New champion for Raising Healthy Kids appointed

11 July 2016
Professor Hayden McRobbie
Professor Hayden McRobbie

A new health target comes into force this month: Raising Healthy Kids is designed to see 95% of obese pre-schoolers referred for clinical assessment and family-based interventions.

Professor Hayden McRobbie, a doctor with a PhD in medical psychology, is the new clinical practice champion for the Raising Healthy Kids target and will work with the primary care sector to meet the new target. 

Here he gives his take on childhood obesity in New Zealand and the new health target.  

Around one in nine children under the age of five in New Zealand are obese, with higher rates among Māori and Pacific children.

A healthy body weight is important for good health and mental wellbeing.

Obese children are more likely to be obese in adulthood, are more likely to have abnormal blood pressure and are at increased risk of developing diabetes and heart disease as adults. Being an obese child is also associated with social problems which can lead to low self-esteem and depression.

Every parent wants the best for their child, but sometimes making healthy lifestyle changes is difficult. Motivational advice from a health care professional can trigger behaviour change. However, raising the issue of childhood obesity with parents and caregivers can be difficult and there may be a sense that there is little, in the way of help, to offer. While there are no ‘silver bullets’ there are evidence-based approaches that can be offered and this help will be appreciated by families and whānau.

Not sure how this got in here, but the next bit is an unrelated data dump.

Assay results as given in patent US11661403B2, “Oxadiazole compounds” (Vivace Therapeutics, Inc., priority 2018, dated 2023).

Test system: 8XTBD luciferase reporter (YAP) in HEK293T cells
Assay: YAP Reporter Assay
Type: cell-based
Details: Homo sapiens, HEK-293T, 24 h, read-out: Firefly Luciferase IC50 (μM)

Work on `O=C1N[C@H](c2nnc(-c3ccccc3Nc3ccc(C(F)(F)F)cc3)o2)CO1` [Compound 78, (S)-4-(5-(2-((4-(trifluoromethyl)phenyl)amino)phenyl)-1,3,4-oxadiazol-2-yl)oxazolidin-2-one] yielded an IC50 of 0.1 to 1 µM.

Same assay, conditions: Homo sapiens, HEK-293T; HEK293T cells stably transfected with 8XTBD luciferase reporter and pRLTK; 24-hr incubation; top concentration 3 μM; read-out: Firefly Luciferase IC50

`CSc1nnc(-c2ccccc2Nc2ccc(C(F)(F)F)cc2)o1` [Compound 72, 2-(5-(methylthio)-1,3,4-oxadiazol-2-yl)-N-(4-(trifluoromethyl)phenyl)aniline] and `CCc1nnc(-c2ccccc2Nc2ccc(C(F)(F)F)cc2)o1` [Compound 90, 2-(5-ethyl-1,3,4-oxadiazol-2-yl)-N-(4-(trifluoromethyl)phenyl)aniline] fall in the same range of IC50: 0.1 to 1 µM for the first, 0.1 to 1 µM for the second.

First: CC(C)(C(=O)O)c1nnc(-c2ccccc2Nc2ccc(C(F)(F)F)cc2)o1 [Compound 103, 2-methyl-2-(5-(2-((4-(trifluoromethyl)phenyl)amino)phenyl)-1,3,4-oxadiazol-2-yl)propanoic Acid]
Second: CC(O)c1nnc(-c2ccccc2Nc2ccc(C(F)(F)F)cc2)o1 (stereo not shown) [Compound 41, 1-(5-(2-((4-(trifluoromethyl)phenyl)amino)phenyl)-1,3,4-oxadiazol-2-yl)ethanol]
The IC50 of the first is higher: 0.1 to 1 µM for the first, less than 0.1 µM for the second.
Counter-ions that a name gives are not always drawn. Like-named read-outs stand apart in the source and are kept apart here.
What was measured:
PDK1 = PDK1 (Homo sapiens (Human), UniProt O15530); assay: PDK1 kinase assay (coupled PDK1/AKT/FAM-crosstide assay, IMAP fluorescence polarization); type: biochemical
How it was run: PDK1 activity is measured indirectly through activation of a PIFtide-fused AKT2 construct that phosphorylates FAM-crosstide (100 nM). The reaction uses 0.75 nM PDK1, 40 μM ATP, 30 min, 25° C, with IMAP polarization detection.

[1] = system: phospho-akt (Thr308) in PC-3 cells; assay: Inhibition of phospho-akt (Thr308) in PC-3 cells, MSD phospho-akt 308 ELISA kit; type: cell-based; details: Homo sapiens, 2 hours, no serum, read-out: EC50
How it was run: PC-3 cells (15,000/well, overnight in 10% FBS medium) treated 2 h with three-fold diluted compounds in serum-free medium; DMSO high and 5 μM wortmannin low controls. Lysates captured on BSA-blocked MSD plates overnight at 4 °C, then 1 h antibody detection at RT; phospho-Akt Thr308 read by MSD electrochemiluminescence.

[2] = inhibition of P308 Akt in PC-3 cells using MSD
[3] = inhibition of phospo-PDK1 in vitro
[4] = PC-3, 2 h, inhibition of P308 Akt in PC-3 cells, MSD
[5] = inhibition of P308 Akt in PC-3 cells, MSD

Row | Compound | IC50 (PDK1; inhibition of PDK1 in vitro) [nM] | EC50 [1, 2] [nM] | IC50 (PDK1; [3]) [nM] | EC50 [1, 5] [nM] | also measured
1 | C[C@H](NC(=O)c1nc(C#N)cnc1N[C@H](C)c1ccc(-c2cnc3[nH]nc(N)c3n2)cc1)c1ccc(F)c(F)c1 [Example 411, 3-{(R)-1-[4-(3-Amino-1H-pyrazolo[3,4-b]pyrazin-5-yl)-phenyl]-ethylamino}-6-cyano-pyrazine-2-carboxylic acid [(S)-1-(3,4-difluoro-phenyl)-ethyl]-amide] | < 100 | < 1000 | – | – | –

A long-term approach needs to be taken with the goal of helping obese children grow into a healthy weight. This requires comprehensive lifestyle action that involves the child’s family and whānau, and combines healthy eating, increased physical activity, less sedentary activity, and some behavioural support to help cement these changes.

The new health target will help the sector to take a stepwise approach to the management of childhood obesity. First, by identifying children who are obese at an early age, then engaging with the family and whānau and supporting them to make a range of lifestyle changes. Health care professionals should be mindful of the child’s lived reality and work with their family and whānau to find ways to integrate the desired changes into their everyday life.

Programmes, such as the Ministry of Health's Active Families, that provide advice and support to families and whānau to make changes in eating habits and physical activity can have a positive impact, not only for the child but the whole family.

Finally, ongoing follow-up to monitor the desired behavioural changes and provide continued motivational support will help ensure the best chance of success.  I will be working with the health care sector to help implement these steps that will ensure that obese children and their family and whānau receive the right support to make changes to their lifestyle that will have long-lasting benefits to their health and wellbeing.